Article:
2040 Vision

Stategic Framework Cover

Strategic Framework

For the last 25 years, we have been successfully helping people in the West build the communities they want to live in while preserving the West that brought them here. Discover our vision for our next 25 years. 

Our Letter to You

Read our 2040 Vision 

Arizona Public Media

 51 Tucson Mountain Park view toward Santa Ritas - Brian P   
I-11 Corridor Initiative

In a recent PBS piece, our Sun Corridor Program Director talks about Sonoran's involvement in the project's development. He goes on to discuss the Environmental Impact Statement process and the critical concept of integrated infrastructure. As always, it is vitally important that stakeholders work together from start to finish.

Watch the Feature


EPA Clean Power Plan

The Sonoran Institute prepares a statement on today's release of the U.S. EPA's Clean Power Rules in order to discuss the platform for our study to be released next month. We will reveal how large-scale solar can do far more in meeting the EPA's emissions targets than originally envisioned in the rule.

Read the News Release

2013 Annual Report - Connections


The Power of Connections

Connecting. It is what distinguishes our unique and successful approach to conservation and community development in the West.

Read more about our 2013 Annual Report

Home Where We Work Colorado River Delta Legacy Program Colorado River Delta Ecological Monitoring

Colorado River Delta Ecological Monitoring

monitoringIn addition to community-based restoration and binational governmental collaboration, the Sonoran Institute’s conservation work in the Delta is founded on years of research and ecological monitoring. Since 2005 Sonoran Institute and partners have been monitoring riparian and marsh/wetland habitat conditions, water quantity and quality, and diversity and abundance of wildlife, particularly fish and avian species in the Delta. Our research drives the focus of our conservation priorities and goals, forming the base from which to develop restoration models and evaluate the progress and impact of our conservation work in the Delta.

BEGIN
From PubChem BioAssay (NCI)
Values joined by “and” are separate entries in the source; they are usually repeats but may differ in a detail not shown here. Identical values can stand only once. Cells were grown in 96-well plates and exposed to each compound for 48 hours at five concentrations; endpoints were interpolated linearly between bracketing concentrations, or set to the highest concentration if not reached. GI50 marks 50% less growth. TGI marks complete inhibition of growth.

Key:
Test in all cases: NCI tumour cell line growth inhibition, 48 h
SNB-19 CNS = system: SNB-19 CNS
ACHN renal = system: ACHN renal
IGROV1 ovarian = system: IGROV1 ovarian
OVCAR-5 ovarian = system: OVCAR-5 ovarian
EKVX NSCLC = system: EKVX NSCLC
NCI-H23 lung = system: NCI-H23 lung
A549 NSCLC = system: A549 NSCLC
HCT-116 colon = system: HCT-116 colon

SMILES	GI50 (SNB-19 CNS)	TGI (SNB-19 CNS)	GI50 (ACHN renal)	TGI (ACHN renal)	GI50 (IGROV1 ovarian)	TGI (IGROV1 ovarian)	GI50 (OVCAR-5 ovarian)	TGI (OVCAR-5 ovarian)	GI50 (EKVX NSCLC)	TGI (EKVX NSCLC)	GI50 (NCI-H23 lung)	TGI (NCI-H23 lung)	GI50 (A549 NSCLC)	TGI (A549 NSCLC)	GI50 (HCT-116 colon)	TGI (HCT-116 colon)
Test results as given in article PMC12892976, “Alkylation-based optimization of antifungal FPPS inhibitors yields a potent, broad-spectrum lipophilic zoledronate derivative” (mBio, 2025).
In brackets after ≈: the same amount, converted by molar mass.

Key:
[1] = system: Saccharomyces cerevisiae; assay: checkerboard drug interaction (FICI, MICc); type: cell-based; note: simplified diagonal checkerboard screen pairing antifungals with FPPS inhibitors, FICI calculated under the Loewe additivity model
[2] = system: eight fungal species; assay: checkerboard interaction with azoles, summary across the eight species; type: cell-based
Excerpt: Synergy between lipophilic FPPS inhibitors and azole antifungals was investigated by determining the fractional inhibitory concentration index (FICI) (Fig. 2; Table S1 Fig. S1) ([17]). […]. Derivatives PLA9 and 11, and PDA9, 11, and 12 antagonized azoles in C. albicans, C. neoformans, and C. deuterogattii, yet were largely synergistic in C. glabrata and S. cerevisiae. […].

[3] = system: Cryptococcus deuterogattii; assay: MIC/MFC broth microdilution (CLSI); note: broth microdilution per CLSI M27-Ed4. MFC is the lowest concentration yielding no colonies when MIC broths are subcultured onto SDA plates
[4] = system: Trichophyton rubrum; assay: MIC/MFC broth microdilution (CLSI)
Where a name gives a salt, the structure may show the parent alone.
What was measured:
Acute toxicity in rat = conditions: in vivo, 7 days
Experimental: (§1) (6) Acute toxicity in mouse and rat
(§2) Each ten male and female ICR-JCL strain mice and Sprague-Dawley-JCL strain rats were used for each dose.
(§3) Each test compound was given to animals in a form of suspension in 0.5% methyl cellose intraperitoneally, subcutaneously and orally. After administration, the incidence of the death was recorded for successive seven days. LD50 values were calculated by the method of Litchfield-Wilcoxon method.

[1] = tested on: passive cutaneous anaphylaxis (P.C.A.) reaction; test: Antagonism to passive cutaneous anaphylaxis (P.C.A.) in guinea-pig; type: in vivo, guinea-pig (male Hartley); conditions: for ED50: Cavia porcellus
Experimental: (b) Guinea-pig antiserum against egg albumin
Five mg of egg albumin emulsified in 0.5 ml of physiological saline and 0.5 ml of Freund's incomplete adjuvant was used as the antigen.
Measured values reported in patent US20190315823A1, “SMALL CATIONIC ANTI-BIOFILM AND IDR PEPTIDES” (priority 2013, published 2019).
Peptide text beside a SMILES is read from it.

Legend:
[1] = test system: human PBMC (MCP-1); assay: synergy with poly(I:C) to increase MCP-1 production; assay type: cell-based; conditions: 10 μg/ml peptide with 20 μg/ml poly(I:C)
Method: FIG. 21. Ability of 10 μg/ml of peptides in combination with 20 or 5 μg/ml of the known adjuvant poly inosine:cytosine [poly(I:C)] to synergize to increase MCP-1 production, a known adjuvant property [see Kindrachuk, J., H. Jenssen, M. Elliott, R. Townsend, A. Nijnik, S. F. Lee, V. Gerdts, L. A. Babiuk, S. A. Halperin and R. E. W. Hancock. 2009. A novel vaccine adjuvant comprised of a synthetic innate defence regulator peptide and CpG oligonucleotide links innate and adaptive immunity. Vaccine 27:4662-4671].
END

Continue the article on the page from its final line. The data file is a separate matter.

Sonoran Institute and partners are currently conducting ecological monitoring in the following areas:

The Hardy River

The Hardy River, a 25-mile long tributary of the Colorado River, carries 6,000-11,000 acre-feet of agricultural drainage water per year and now receives approximately 240 liters/second of effluent from Las Arenitas Wastewater Treatment Plant. Monitoring of water quality and quantity as well as fish abundance is helping us to inform local people who use the river for recreation, hunting and fishing of the river’s health. Coming soon… more on the Hardy River

The Estuary  

Limited river flows and the presence of a sand bar acting as a physical barrier between what remains of the Colorado River and the ocean are likely causing the decline of the Upper Gulf of California fisheries and estuarine habitat. In order to better understand the relationship between river flows and marine species populations, we are developing an ecological model based on the monitoring of several key ecological indicators.

La Cienega de Santa Clara

Fed by the agricultural runoff of the Welton and Mohawk valleys in Arizona, this accidental manmade wetland is now the largest and most important wetland in the Delta, providing habitat to more than 150,000 migratory birds and the endangered Yuma Clapper Rail. With the recent construction of a desalinization plant in Yuma, monitoring water quality and quantity has become even more critical to ensuring the preservation of this biosphere reserve.

Las Arenitas Wetland

The 250-acre Las Arenitas Wastewater Treatment Wetland is currently one of few artificial wetlands created in Mexico to treat wastewater. This innovative approach to wastewater management uses natural processes to aid in the filtration and cleaning of wastewater while additionally providing habitat to many bird species and other wildlife. Bird abundance and diversity as well as water quality and quantity are being monitored at the wetland to ensure that the effluent from the treatment plant meets environmental standards.